Okay, I admit it. I thought the crazy "windowing" in the movie was done very, very well and was very unique. Several directors had dabbled with it before (as did I in my FFEpic Prologue, to a very small extent), but Andres took the idea and went all-out with it. The idea of constricting the viewing area to a tiny little spot really helps force your attention to where it needs to be, a problem many movies have because so much can happen all over the place at once that it becomes difficult to know where you're supposed to look. Even without the windowing scheme, Satanik still manages to incorporate techniques and visual catches that, even after reviewing movies for six years, I haven't seen done before… or at least so well. It's a good thing, too, that Andres didn't make the windowing the star of the show; on the contrary, it was only a helping role to the more important aspects, namely the characters. And as far as using the new tools of the expansion packs, Satanik makes it seem like they've been around since the beginning of 3DMM. The movie doesn't rely on them per say; rather, where they would make a unique twist to an otherwise tried and true method of doing things, they're used. And they're used very well.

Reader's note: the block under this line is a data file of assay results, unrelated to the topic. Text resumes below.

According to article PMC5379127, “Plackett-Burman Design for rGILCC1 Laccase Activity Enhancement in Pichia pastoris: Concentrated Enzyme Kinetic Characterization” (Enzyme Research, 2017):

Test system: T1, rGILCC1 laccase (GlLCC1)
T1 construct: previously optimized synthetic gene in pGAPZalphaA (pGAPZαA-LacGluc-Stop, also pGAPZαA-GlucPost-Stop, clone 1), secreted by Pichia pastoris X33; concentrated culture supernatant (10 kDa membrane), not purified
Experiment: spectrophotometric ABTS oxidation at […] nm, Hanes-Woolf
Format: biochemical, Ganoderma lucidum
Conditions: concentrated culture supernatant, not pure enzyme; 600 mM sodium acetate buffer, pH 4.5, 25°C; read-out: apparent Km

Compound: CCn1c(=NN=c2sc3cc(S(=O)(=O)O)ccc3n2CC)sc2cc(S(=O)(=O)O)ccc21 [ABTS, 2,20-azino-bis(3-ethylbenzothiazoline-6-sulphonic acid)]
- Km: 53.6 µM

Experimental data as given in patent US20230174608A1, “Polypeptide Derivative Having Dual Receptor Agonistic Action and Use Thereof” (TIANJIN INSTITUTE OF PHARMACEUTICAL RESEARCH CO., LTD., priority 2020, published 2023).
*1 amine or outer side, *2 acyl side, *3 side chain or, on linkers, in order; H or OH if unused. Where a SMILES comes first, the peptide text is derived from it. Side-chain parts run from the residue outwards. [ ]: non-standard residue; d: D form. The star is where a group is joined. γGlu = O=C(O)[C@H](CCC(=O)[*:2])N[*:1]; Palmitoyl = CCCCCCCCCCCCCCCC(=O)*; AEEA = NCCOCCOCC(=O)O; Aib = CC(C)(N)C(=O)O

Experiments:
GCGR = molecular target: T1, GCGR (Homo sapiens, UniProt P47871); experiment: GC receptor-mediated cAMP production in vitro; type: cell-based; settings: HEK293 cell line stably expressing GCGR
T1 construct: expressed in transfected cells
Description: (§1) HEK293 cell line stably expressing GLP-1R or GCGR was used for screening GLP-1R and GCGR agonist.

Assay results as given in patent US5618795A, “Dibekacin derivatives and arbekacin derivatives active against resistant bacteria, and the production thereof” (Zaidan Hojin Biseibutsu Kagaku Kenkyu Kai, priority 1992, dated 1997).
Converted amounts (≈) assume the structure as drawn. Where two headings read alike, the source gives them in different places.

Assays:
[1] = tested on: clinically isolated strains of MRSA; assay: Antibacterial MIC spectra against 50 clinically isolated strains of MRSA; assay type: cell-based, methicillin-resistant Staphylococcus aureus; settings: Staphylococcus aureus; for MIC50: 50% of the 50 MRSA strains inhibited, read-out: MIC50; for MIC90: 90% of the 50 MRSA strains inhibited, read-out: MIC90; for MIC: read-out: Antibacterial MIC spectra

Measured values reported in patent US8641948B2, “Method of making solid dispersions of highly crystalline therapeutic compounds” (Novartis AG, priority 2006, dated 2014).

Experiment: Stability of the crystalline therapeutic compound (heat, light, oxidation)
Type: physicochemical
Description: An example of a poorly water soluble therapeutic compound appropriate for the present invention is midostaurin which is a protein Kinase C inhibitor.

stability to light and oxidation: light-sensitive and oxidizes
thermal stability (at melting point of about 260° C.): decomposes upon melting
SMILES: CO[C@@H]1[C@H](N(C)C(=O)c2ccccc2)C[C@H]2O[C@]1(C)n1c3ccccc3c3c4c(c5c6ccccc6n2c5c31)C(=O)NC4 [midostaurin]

Needless to say, that windowing must have been a royal pain to work with for the length of the 35-some minute movie, especially when you consider that a lot of the time, it's covering up a lot of very well-made scenery! While some scenes are kept comparatively simple, it is often only because the scenery isn't the focus. When the main stars of the show, the characters, are around, overly-intricate scenery is often kept down in favor of bringing the viewer's attention to what really matters. And that's one of the things that makes Satanik so well-built: it lets you know what you need to be thinking at just about every moment. Through windowing, the sometimes very unusual music, colors, and abstraction of detail, Andres guides you through his movie so that you can reach the end. Otherwise, you could just get caught up in how well everything fits together that you forget the main purpose of the movie is to tell a story.